percentage of
many pension plans,
some idea of their duration would be
helpful.
If equities are sensitive to interest
rate changes, investment managers
need to be able to make allowance for
this sensitivity in their risk managment
plan.
Similarly, with tactical asset allocation
investment managers who are
aware of the sensitivity of equities can
take full advantage of any changes in
interest rates.
The idea of duration has been
around for more than 60 years. It is
defined as the sensitivity of a security
to changes in interest rates. The
longer the duration, the greater this
sensitivity is likely to be.
In fixed income analysis, the economist
Frederick Macaulay calculated
duration back in 1938 as the
‘weighted average maturity’ of a
bond, or portfolio of bonds. The
weights are the present values of each
of the anticipated cash flows, both
coupons and principal, as a percentage
of the price of the bond, and the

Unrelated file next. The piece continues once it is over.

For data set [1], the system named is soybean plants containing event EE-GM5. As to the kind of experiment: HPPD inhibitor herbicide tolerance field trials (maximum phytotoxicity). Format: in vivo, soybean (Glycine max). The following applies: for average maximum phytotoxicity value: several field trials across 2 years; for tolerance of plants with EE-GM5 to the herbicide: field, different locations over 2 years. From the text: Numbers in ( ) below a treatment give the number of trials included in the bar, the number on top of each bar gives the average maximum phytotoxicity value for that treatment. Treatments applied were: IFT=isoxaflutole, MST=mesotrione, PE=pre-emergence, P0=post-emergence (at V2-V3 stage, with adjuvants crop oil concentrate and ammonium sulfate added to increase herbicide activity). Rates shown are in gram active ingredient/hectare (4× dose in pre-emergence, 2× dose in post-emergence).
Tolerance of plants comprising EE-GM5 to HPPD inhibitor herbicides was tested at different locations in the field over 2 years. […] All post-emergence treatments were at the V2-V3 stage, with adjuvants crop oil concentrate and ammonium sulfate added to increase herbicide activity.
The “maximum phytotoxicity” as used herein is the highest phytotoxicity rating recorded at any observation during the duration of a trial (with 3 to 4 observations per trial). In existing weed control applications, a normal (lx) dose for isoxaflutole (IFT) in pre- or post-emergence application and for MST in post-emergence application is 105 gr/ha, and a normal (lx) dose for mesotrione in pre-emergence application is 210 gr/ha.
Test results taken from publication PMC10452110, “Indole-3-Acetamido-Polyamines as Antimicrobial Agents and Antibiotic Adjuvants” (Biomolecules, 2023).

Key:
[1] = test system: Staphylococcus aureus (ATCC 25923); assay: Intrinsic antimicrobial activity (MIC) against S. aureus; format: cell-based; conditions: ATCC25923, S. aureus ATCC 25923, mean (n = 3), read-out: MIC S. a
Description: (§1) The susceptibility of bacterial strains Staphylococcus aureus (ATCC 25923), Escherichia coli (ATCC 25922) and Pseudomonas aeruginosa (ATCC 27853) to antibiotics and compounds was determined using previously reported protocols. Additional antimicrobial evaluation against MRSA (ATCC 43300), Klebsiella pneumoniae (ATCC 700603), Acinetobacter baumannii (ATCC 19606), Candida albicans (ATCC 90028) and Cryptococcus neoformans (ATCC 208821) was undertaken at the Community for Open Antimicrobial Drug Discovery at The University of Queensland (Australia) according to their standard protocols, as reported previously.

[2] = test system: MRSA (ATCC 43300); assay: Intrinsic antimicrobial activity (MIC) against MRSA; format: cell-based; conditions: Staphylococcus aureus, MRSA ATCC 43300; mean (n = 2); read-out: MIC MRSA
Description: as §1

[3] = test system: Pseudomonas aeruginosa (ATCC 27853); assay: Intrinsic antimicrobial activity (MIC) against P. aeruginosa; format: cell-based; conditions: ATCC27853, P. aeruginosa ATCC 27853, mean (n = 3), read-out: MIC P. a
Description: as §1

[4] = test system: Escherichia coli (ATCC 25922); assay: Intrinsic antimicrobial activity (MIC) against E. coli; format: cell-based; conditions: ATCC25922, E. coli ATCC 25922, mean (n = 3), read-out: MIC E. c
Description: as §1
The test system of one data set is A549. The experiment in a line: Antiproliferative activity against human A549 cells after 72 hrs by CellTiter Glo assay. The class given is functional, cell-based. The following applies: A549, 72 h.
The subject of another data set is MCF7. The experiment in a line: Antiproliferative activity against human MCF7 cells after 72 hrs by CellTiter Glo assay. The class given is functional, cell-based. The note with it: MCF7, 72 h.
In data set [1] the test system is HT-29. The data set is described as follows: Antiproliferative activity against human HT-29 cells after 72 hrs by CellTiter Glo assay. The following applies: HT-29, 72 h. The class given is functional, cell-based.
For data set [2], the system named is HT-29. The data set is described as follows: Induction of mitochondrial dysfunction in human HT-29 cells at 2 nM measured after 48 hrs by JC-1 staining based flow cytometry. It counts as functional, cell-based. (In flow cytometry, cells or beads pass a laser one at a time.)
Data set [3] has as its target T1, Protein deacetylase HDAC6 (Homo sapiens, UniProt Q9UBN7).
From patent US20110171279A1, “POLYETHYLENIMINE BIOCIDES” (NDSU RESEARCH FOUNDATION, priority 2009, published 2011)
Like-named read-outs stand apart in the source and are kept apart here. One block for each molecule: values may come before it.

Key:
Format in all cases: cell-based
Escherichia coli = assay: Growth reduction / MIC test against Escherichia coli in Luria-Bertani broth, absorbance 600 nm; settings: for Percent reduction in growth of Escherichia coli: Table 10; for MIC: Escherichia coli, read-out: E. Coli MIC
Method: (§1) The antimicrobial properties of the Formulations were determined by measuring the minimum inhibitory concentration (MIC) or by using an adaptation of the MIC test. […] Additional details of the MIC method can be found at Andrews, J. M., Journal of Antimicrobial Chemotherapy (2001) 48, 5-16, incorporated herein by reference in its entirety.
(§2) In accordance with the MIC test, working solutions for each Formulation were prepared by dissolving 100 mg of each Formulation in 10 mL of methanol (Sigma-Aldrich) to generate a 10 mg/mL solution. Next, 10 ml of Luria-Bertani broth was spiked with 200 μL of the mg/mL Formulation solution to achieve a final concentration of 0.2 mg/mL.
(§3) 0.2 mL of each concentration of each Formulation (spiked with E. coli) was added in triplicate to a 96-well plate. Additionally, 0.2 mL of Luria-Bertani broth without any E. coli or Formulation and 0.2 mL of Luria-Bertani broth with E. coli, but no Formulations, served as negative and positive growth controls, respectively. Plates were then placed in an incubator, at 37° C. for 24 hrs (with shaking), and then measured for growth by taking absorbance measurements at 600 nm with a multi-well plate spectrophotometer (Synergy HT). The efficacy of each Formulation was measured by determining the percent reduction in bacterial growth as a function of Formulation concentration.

weight of each cash flow is its contribution
to the total price.
The duration of a bond is therefore
the point around which the weighted
present value is distributed. It has
been described as the ‘centre of gravity’
of an investment’s cash flow. This
why it is the duration rather than the
maturity of fixed income instruments
that matters to pension funds looking
to match their liabilities. The cash
flow characteristics of a bond with a
long duration will coincide with the
cash flow requirements of a long-tern
liability.
Although the concept of duration is
usually applied to bonds, it can be
applied to any security with a prospective
payment stream, including equities.
In the case of equities, the dividend
can be seen as the equivalent of
the bond coupon, and the share price
as the equivalent of the bond principal.
Yet there are significant differences